Way of St. James
The pilgrimage goes to the Cathedral of Santiago de Compostela in Galicia in northwestern Spain, where tradition has it that the remains of the apostle Saint James are buried. Legend has it that St. James' body was taken to Galicia by boat from Jerusalem and carried inland to where Santiago de Compostela is now located. The pilgrimage is believed by some to be one of three pilgrimages for which the sins of the pilgrim will be forgiven. There are several routes that can be taken, the most popular being the Camino Frances, which begins in Saint-Jean-Pied-de-Port in France.
The walk from the French border to Santiago de Compostela on the main routes of the Camino Frances beginning at Roncesvalles or Jaca takes about a month. Speed hikers can make it in as little as two weeks (about the time bicyclists usually require), but that requires walking 40 km or more each day.
While most of the route is fairly gentle with only a few long ascents, some days can be challenging. Over the past 20 years a great deal of effort has gone into improving the walkers' route, and most of the route is now well marked, reasonably well surfaced, and separated from the increasingly heavy traffic on Spanish highways. If one begins in France, the route passes over two major mountain chains and several smaller ones. There is a joke that the Camino never meets a mountain it doesn't cross. While that is not really true, there are many ascents and descents, and some of the latter can be quite steep.
One needs to be in reasonably good condition and to have good hiking boots. If you wish to camp, you need to carry clothing and a sleeping bag in a comfortable backpack. But you can stay in hostels (called albergues or refugios) for low cost. Unless one plans to camp in the most crowded months of the summer season, it is unnecessary to carry camping and cooking gear.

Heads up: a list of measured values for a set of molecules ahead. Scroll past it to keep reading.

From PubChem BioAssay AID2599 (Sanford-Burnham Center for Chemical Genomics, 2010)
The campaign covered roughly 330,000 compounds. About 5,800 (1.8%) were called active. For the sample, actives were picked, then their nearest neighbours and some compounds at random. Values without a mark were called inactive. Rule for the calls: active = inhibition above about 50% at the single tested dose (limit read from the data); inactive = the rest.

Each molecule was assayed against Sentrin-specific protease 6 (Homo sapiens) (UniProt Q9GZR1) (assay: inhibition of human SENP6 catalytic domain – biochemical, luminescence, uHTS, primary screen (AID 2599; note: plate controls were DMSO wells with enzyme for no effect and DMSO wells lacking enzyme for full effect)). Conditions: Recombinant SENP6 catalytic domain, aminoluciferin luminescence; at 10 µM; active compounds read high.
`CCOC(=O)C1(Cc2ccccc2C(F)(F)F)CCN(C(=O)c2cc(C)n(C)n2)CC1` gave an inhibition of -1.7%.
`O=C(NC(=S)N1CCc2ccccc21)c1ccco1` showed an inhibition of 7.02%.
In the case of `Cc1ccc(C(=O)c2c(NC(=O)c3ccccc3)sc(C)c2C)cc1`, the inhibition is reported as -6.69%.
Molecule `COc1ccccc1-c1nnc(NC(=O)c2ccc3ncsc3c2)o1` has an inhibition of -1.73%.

To earn the compostela (certificate of accomplishment) one needs to walk a minimum of 100 km or cycle at least 200 km. For walkers, that means in practical terms starting in the small city of Sarria, for it has transportation connections by bus and rail to other places in Spain.
While many pilgrims only do that final portion of the route, there are great rewards for starting much further away. Some Europeans walk from their homes, following one of the many routes from virtually all corners of central and western Europe. Most of those routes, save the maritime one from the UK and the routes from Portugal and those from southern Spain, converge to funnel walkers across one of two Pyrenees passes, Somport or the route between St. Jean Pied-de-Port and Roncesvalles. A few days onward, those two routes converge at Puente la Reina and follow the traditional Camino Frances across Navarra, Castilla y León, over the pass at O Cebreiro and on to Santiago.